An incorrect ball position is often at the heart of a badly struck single-handed backhand and some simple steps can often overcome this common problem.
What is the correct ball position for the single-handed topspin backhand?
The first thing to be aware of, is what is considered the correct ball position. Whilst the height of the ball will vary depending on court surface etc., we still want to keep the ball comfortably in front and to the side of the body on contact. The image below of me striking an average height ball (and the examples of different contact zones) will help you visualise this, but to simplify things think of the following – an ideal ball position at contact will allow you to make your follow-through in a comfortable, smooth, uninterupted manor. You will be totally in control of the ball, not the ball (therefore your opponent) in control of you. Too close to you and you will be jammed therefore having to re-shape your follow-through to make it work, too far away and you will over-reach. If this rule is followed you will be able to execute the type of spin and direction that you choose.
N.B. Notice in the image of me below (and the pros further down the page), that the correct contact point away from the body, allows the hitting arm to be fully straight on impact!
Of course the ball will not just magically end up in this perfect position, you will need to address the points in the following checklist to make this happen:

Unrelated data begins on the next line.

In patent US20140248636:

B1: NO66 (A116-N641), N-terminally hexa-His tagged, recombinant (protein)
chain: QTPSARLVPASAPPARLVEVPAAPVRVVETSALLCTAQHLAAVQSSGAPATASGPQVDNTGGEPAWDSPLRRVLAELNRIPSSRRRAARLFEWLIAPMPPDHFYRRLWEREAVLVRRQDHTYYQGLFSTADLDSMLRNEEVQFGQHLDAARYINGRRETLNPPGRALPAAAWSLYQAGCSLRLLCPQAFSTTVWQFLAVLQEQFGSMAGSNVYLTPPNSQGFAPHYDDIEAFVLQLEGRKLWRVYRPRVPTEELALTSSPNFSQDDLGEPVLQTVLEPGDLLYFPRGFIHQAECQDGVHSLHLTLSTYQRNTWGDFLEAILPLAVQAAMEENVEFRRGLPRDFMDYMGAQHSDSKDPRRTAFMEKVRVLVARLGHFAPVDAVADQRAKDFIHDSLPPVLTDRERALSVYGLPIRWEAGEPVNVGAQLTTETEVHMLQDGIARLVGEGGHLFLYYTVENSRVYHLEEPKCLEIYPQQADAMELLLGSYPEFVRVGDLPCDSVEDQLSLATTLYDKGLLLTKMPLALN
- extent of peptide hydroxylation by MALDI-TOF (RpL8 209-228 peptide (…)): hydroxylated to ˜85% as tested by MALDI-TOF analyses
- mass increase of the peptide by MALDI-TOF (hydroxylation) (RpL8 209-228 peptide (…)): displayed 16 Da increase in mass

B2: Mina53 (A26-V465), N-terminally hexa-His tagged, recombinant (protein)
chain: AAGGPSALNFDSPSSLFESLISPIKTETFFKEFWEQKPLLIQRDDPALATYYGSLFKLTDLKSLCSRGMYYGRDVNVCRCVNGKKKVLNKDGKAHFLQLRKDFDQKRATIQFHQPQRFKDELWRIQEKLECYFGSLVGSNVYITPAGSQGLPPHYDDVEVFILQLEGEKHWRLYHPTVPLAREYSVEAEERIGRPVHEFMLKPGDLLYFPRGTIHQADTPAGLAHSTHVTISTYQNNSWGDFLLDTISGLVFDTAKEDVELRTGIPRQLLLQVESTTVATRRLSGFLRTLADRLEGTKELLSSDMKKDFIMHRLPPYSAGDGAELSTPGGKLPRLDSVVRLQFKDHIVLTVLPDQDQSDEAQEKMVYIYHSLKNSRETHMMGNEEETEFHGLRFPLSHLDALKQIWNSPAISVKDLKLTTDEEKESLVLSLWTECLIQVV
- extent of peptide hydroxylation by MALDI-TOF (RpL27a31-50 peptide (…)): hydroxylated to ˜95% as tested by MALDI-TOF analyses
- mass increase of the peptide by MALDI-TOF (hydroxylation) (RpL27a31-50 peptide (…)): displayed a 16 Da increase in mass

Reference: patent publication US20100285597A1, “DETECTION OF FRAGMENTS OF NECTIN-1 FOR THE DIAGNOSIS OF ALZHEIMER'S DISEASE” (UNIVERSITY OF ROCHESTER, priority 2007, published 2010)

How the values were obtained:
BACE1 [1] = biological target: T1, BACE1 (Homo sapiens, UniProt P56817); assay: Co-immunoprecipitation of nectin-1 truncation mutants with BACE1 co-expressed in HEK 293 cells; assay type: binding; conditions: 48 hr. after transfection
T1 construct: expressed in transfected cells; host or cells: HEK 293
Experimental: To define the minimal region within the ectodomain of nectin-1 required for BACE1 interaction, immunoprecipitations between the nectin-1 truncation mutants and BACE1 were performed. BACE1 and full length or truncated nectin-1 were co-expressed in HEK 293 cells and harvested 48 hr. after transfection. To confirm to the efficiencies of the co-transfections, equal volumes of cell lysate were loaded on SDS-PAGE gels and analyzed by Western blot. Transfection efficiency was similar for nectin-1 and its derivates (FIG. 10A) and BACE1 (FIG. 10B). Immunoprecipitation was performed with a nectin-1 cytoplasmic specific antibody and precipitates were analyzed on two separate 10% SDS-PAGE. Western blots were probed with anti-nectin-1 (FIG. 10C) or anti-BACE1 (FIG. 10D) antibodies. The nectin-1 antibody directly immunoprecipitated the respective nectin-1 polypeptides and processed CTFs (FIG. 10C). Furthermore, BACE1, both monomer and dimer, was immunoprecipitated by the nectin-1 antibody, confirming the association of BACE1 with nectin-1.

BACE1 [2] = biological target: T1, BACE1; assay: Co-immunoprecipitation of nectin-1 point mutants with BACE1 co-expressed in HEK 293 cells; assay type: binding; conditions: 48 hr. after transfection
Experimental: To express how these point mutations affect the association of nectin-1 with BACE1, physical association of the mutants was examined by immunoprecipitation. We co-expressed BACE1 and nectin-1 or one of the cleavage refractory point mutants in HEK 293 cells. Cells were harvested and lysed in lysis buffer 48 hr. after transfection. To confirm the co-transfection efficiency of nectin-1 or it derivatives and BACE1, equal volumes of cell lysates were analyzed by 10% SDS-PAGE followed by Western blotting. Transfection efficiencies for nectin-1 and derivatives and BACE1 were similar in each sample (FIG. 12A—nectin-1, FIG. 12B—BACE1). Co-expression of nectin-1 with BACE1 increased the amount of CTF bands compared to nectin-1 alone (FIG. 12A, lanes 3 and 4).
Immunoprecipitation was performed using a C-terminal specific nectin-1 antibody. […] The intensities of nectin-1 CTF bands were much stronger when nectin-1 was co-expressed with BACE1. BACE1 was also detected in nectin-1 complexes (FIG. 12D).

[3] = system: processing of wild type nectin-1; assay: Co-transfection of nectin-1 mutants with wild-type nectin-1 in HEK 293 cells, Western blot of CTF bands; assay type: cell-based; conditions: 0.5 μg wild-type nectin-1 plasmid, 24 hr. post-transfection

1. Always be alert and ready for what your opponent might do to the ball. The speed, the spin and the height of the ball, will all need to be addressed. A sharp mind also helps sharp feet!
2. Keep up the high energy – sluggish footwork will have a bad effect on your ball positioning, great footwork will help bundles!
3. Good shot selection is of paramount importance. Trying to squeeze in a full drive when a block or abreviated drive was called for will be asking for trouble.
4. Prepare and follow-through in good time. If this part of the shot is out of sync the ball will tie you up in knots.
5. Really watch the ball, don’t just kid yourself that you are. This will give you that split second advantage and help anticipation.
6. Take note of the wind and the court surface as they will have a huge impact on the ball’s behaviour.
Remember – The more often you allow your opponent to make you strike the ball uncomfortably, the more often you will either make an error or leave the ball short for your opponent to kill!
Another thing to consider is this: why do the top pros look so comfortable and consistent when striking the ball compared to the average club player? The answer is that they address the points in the list above and on the whole strike the ball in the optimum position. Of course if they don’t quite get it right, they are great at improvising to get themselves out of trouble.
Here’s Federer, Vilas and Robredo showing us how to do it. (Notice how Robredo still keeps the ball out in front even though the ball is higher!)